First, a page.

• Difficult
    • Setting up a new website is time-consuming and complex
    • Uh oh! "database not installed" or "version invalid"
    • Migrations and deployments are a royal pain in the ass
  • Limited
    • WYSIWYG editors are sucky and stupid - why re-invent the wheel? We're already trained with and love our desktop counterparts (Sublime Text, Vim, Byword, etc.)
    • Abstractions on the go? Forget it - you're boxed in, unless you've got a machete
    • Want to use your own pre-processors, markups, and templating engines? Tough: they're handled by the core.

DocPad, an intuitive static-site generator

On the other hand, let's compare that with DocPad, which is:
  • Website inherently fast
    • Built on a non-blocking, stay-alive platform
    • Performance from the ground up, re-render only when changes occur (by default, can be configured differently)
  • Lightweight
    • Tiny core, with anything that's re-usable abstracted out into modules that other systems can use
    • All non-essential core functionality lives in opt-in plugins
  • Simple
    • Tiny learning curve; get started in minutes, become a pro in days
    • Web developers already have everything they need to get started
  • Easy
    • Setting up a new website can be done in minutes
    • In-memory database provides querying without the need for a manual installation
    • Migrations and deployments are handled via Git, the tool we are used to
  • Robust
    • Use your desktop counterparts to edit content naturally (Sublime Text, Vim, Byword, etc.)
    • Abstraction friendly; code the way you want, how you want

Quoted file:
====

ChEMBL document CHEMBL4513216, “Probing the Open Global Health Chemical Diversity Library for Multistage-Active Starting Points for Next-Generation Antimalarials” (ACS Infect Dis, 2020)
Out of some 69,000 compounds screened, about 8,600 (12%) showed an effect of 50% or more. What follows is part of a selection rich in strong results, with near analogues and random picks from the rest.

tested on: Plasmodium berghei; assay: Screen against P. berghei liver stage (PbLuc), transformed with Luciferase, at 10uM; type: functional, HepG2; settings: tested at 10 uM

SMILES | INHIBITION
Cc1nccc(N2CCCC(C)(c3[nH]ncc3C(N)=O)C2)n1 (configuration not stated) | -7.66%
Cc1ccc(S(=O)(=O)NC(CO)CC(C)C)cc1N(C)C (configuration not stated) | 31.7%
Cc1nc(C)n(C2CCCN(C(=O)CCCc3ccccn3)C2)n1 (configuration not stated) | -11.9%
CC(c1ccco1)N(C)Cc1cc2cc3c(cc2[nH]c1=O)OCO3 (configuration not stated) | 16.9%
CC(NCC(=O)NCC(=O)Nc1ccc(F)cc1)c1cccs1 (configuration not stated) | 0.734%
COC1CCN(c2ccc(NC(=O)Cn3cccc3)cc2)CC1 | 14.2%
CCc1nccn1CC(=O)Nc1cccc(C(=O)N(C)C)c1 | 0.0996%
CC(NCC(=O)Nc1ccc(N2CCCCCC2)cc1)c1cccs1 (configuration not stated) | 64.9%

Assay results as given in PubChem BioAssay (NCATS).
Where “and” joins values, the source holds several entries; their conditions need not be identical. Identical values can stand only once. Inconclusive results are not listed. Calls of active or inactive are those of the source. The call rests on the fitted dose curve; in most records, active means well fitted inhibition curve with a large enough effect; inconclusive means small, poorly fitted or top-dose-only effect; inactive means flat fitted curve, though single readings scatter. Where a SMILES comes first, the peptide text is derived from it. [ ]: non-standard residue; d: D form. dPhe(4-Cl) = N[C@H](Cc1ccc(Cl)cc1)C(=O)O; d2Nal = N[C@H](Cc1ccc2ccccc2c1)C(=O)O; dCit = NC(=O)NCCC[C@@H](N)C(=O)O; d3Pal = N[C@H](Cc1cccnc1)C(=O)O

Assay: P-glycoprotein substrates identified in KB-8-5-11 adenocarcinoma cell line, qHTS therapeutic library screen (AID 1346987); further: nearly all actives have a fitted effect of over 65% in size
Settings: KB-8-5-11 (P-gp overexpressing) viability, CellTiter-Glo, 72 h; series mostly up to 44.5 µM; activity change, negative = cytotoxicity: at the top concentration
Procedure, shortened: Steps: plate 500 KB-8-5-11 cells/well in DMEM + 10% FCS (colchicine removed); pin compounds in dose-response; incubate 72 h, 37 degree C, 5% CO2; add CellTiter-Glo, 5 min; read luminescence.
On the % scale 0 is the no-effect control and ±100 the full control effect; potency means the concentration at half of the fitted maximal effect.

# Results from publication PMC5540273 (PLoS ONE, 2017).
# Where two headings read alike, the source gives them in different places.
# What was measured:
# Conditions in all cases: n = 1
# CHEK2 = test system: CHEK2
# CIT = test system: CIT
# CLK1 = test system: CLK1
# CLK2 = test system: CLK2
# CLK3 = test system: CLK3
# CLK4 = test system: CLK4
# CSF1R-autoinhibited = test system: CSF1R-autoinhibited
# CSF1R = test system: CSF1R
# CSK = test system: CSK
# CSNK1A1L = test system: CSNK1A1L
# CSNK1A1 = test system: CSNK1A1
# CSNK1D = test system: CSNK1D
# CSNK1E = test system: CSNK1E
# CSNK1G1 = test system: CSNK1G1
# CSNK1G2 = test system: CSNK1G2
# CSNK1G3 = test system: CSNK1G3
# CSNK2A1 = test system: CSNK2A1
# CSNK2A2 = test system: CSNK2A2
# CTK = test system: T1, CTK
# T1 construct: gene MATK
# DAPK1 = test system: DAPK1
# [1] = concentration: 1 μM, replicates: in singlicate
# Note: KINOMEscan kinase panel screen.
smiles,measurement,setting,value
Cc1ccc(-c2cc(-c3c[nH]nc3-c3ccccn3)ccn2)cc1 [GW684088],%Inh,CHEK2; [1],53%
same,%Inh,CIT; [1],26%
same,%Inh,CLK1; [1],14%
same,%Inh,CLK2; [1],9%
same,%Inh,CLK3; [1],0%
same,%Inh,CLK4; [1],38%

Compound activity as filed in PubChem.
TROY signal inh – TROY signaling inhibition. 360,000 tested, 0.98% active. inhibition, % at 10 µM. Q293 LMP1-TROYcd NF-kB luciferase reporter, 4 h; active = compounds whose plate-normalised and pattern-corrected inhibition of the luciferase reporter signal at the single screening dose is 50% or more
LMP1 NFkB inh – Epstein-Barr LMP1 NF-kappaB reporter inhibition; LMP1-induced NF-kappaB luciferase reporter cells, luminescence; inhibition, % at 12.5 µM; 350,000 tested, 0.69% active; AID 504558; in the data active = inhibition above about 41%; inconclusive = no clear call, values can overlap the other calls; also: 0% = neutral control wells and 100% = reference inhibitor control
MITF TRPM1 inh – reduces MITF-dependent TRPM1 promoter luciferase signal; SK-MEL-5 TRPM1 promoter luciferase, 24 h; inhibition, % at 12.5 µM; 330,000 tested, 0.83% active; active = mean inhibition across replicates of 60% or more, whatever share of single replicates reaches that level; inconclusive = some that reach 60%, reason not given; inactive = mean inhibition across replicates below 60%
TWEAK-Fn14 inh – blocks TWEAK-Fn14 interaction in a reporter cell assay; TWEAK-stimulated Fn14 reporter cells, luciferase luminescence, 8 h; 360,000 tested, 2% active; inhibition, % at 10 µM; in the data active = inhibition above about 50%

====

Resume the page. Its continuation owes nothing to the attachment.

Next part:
• Use whatever language, pre-processor, markup, templating engine you want - it's all covered via our opt-in plugins (and if it isn't, it's very easy to add)
Besides this, thanks to the opt-in modular philosophy of Node, we benefit from all the innovations of the community as a whole, including:
So as the Node community grows and innovates, so do we. Awesome.

Comparison Table

For those who like tables, here's the above in table form:
Feature
Usual CMS
Usual Static Site Generator
DocPad
Talent requirements
CMS developer
Backend+frontend developer
Frontend developer
Developers proficient in
Months
Days
Days
Plugin and extension system
Yes
No
Yes
Asset pipeline
No
Implicit & bundled
Markup languages (markdown, rst, etc.)
No
1 bundled
Via plugins
Pre-processors (sass, less, etc.)
No
No
Via plugins
Template engines (eco, jade, etc.)
No
1 bundled
Via plugins
Database querying
Yes
No
Layouts
Yes
Yes
Yes
Static website output
No
Yes
Yes
Re-render each request
Always
No
Extend the web server
Yes
No
Via events and API
Watching
N/A
Yes
Yes
Differential regenerations
N/A
No
Yes
Live-reload
No
No
Partials
No
No
Manual database installation required
Yes
No
No
Import pages from file system
No
Yes
Yes
Import pages from external database (MongoDB, MySQL, etc.)
Yes
No
Import pages from external services (Tumblr, Dropbox, GitHub, etc.)
No
No
Import data from external services (Atom, XML, JSON, etc.)
No
No
WYSIWYG editors
Yes
No
Last modified 1yr ago